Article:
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Sunday, March 3, 2013

Why use Vertical Tillage - 2013

I am going back to a topic I have talked about a number of times. A discussion some time ago on twitter leads me to want to clarify the purpose of vertical tillage.  The idea of vertical tillage probably dates back at least to the invention of the Paraplow.  A friend posted this video on Youtube explaining what he is doing with the paraplow.  The idea of vertical tillage is to disturb the soil in order to aerate, release nutrients, or reduce compaction while leaving high residue cover on the surface.  Why high residue?  Crop residue is the most effective tool we have to reduce soil erosion.
Tools like the paraplow and this DMI No-Till Ripper are used where the soil can benefit from deep tillage.  In-line rippers are much better for vertical tillage than V-rippers because they do not create lumps and roughness. 

There are also shallow vertical tillage tools that smooth and fluff the surface in order to prepare a seedbed without losing a lot of residue.  Shallow vertical tillage tools have become very popular in the past few years.  They can be used either as a primary tillage pass or to smooth out fields that have been tilled by a deep vertical tillage tool such as a Paraplow or No-Till Ripper.  In order to maximize residue cover and minimize compaction, the disks on your vertical tillage should be flat and should be run at a 5 degree angle or less.  One of the things the shallow vertical tillage tool does is it throws some soil dust onto the residue and cuts it up or sizes it.  This is important because it helps decompose some of that sturdy residue that is common in our modern corn hybrids.  Accelerating decomposition will help expose some soil and help the planter to get thru the trash in the spring.  It seems there might be merit in breaking up the residue mat in soybean stubble as well.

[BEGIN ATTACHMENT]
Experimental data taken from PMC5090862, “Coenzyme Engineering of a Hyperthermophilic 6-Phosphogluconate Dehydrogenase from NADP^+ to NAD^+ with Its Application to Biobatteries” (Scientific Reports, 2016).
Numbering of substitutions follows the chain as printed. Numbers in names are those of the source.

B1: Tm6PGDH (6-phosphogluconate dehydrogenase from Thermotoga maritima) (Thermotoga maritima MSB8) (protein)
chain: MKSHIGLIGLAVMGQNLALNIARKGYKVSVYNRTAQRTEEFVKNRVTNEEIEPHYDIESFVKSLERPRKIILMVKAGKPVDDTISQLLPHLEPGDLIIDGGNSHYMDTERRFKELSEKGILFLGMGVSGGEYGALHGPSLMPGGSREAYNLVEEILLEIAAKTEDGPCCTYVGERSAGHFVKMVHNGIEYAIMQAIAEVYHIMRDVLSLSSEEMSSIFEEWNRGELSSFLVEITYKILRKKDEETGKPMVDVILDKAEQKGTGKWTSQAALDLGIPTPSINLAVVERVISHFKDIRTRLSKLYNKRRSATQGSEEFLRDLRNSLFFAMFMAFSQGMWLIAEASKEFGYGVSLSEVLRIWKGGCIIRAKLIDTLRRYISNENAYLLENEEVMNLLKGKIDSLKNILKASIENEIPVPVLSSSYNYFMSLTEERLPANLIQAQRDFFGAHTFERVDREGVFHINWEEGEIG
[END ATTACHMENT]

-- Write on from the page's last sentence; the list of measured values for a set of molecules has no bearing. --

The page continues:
This leads me to the twitter discussion.  Some of the people I was chatting with thought that the primary purpose of the shallow vertical tillage tool was to size the residue so that they could get through it easier with the chisel plow.  I fail to see the merit in that use.  First the vertical tillage tool is an expensive answer to that problem.  Second I question the need to size residue to chisel plow or rip.  Most of those tools have disks on them already.  I have never seen a ripper or chisel plow that did not bury more than enough residue.  A few of those stray stalks sticking up will not cause any problems in spring.  Running the shallow tool at the same angle as your disk (about 23 degrees) is another issue.  The problem is that you will create the same scraping compaction with the vertical tillage tool that you will create with the disk.  You will also bury a lot of residue.

Vertical tillage is a wonderful conservation tool, but just because you use a vertical tillage implement does not mean you are doing vertical tillage.  

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